Those skilled in the art will appreciate that catalysts mentioned in the preceding paragraph particularly as preferred or advantageous catalysts are taken from the group of ordinary, industrially available, cheap materials. While these materials are preferred because of their operability, availability and low price, they are not the only catalysts which could be used. For example, in the realm of organic acid catalysts, substituted low molecular weight aliphatic monobasic acids which contain no hydrophylic groups and up to about four carbon atoms in the carbon chain can be operative. Such acids (and nickel or cobalt salts thereof) can include mono, di or tri chloracetic acid, chloropropionic acid, etc. When a significant amount of hydrophylic substitution is present on an aliphatic monobasic acid so as to confer enhanced water solubility on the acid, the carbon chain length can be greater. Suitable catalysts of this nature include lactic acid, glycolic acid and aldonic acids. Some dicarboxylic organic acids can be used as catalysts or catalyst precursors. Malic and tartaric acids are useful catalysts directly. Oxalic acid is an example of a dicarboxylic acid which is a catalyst precursor. Ordinary chemical experience suggests that oxalic acid would not be a suitable catalyst because of the extreme insolubility of nickel oxalate in water. However, apparently under reaction conditions of the process of the present invention, oxalic acid breaks down to yield an active catalytic acid, likely formic acid. Thus, oxalic acid and many other organic materials, e.g. malonic acid, aldehydes and others can provide the catalytic effect required when heated in aqueous solution in the presence of oxygen at a temperature in excess of about 180° C.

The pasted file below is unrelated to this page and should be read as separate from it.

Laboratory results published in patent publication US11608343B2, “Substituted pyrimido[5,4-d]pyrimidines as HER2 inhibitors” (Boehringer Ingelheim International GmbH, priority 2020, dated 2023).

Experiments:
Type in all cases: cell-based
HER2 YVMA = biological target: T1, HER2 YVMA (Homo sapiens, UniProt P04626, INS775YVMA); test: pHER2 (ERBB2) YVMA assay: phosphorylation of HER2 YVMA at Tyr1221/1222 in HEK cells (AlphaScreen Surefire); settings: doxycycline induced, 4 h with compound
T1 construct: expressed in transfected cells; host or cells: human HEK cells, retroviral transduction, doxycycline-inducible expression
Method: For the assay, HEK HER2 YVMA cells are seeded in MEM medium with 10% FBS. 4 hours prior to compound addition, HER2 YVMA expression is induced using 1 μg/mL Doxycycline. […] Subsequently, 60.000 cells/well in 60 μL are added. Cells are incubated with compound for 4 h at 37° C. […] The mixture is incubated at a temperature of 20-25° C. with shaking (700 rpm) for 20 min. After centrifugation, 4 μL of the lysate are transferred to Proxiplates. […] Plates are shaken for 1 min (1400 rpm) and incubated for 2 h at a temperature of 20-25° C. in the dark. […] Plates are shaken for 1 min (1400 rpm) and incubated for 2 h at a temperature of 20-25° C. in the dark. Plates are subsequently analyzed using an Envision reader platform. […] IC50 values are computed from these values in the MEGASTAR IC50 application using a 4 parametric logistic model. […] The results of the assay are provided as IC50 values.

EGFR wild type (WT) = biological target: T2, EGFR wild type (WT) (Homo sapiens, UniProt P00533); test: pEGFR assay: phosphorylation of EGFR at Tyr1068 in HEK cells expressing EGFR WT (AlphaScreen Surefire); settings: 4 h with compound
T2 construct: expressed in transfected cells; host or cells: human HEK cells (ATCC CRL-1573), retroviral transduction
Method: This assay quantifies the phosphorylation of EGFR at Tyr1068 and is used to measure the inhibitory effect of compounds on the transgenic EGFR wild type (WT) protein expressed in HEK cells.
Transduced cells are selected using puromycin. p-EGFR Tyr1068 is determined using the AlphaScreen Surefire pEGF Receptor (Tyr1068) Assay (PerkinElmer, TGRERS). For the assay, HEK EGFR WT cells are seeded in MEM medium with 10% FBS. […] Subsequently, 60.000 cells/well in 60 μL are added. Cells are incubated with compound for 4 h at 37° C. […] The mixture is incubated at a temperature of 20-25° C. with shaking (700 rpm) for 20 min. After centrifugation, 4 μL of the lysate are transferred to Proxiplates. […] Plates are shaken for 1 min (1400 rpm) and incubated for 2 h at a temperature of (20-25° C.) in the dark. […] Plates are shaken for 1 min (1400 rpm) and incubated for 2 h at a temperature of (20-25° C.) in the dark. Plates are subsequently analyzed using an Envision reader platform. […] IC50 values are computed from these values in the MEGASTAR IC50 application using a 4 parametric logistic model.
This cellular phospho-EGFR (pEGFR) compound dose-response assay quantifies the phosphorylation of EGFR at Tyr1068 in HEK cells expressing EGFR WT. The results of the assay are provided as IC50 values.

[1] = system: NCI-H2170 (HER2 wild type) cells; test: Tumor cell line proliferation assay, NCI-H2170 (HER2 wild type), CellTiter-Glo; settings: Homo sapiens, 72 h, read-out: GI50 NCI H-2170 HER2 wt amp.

Although it is a prime purpose of the process of the present invention to produce pure nickel hydroxide, there can be circumstances when it is desirable to provide nickel hydroxide with controlled amounts of impurity. For example, for battery purposes, e.g. nickel-cadmium or nickel-iron rechargeable battery cells, it may be advantageous to include cobalt, cadmium or barium in nickel hydroxide or to provide for doping amounts of lithium in the nickel hydroxide crystal structure. Cobalt, in amounts of about I to 5% of the nickel, can be included in the reaction mixture as a dopant precursor, e.g. water-soluble salt, (e.g. cobalt acetate), to serve as a catalyst or, in larger amounts, can be introduced as fine metal powder either per se or as nickel-cobalt alloy powder. Small amounts of lithium as a water-soluble salt, e.g. lithium acetate or lithium chloride also can be included in the aqueous phase of the water-nickel metal slurry employed in carrying out the process of the present invention. Barium can be added to water of the reaction slurry as a soluble salt, care being taken when barium is present to avoid sulfate ion or other barium precipitants. When deliberate impurities are added to nickel hydroxide for electrochemical purposes it may be advantageous to provide equipment in which reaction is to take place with means, such as high pressure pumping means, to add the impurity, e.g. cobalt, cadmium, etc. as a salt or compound dissolved in water over the course of the reaction or possibly, more advantageously, in a short period of time near the end of the reaction, e.g. in the last quarter of the reaction time. In a similar manner, the amount of impurity or dopant addition can be increased or decreased over the course of the reaction. For use in rechargeable nickel-cadmium batteries, cadmium in amounts up to about 3% or higher in nickel hydroxide can be very useful.